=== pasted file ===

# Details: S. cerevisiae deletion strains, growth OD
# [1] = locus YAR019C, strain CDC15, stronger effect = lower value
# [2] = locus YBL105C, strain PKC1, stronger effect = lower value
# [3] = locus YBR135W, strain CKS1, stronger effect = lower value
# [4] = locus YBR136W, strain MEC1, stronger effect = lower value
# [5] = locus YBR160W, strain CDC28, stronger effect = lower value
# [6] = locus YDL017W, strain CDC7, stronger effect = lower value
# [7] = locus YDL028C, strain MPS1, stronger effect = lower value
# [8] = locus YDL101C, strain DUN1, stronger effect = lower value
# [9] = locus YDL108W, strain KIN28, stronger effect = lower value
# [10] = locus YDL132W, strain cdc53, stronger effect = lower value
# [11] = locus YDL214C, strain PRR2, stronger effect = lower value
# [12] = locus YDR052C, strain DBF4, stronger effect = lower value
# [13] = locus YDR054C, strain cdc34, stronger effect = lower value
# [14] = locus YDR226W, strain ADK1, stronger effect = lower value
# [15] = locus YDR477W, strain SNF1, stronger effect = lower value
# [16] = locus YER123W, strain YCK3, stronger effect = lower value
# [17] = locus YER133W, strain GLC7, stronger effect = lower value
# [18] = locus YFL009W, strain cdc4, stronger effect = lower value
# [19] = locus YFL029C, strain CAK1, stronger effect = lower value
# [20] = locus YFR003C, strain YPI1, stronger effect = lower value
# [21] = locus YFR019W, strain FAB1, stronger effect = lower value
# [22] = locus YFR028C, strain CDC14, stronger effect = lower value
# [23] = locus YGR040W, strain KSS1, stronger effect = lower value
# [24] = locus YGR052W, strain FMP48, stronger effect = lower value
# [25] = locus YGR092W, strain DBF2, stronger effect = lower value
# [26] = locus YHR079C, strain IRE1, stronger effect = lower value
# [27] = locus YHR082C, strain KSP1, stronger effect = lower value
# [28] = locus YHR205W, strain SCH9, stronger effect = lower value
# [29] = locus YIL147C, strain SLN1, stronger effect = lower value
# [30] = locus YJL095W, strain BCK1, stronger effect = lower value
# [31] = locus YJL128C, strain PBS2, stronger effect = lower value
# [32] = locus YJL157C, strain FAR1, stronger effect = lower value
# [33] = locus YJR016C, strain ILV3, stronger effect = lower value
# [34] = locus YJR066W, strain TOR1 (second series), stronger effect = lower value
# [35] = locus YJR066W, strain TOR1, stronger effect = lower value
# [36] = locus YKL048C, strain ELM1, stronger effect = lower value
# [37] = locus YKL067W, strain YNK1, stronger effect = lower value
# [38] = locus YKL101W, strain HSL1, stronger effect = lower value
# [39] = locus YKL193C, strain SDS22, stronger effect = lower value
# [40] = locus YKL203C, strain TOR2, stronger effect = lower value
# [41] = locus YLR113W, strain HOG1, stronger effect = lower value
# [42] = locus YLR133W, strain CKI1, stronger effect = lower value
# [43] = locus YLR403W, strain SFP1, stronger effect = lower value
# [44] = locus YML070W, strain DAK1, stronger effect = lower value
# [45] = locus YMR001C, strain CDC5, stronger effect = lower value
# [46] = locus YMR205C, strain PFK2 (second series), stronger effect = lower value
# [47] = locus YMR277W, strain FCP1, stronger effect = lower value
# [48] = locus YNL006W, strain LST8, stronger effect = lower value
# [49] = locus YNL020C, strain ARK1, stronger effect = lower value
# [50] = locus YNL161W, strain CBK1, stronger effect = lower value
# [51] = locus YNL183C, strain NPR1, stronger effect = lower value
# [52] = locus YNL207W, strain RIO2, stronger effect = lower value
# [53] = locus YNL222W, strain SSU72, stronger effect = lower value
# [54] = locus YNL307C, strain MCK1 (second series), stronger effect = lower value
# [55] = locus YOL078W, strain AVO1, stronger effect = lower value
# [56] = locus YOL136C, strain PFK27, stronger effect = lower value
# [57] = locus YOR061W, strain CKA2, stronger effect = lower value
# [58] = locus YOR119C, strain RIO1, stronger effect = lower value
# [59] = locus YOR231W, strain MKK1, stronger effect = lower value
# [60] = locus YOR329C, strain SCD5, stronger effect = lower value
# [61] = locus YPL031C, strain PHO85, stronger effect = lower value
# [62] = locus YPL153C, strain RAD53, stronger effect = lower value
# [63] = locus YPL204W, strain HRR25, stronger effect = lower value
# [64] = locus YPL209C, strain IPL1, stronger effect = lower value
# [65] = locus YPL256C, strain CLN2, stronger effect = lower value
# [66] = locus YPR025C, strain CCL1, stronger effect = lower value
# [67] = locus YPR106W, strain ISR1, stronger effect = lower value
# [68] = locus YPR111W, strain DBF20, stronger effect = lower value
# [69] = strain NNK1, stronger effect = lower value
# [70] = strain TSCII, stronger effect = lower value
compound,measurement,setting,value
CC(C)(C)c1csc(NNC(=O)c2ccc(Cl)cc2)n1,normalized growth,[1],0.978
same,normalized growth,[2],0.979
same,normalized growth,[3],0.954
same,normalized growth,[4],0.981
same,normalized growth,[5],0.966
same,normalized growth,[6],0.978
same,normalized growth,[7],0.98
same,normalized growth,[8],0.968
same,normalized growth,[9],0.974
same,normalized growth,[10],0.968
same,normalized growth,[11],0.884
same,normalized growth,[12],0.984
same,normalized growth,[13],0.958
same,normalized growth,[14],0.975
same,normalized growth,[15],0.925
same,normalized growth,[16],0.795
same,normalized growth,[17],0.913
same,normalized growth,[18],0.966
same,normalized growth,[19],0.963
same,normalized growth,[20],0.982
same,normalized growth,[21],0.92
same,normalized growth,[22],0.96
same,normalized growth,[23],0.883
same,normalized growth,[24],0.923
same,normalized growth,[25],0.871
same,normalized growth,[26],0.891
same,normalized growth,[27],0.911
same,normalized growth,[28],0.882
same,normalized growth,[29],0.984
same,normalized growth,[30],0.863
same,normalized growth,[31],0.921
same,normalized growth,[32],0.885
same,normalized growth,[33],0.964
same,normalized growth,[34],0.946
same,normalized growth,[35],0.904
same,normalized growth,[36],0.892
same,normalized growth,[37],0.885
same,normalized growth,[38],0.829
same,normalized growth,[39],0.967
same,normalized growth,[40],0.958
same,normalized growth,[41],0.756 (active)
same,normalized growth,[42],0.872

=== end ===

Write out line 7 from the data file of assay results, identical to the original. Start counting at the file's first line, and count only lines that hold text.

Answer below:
# [6] = locus YDL017W, strain CDC7, stronger effect = lower value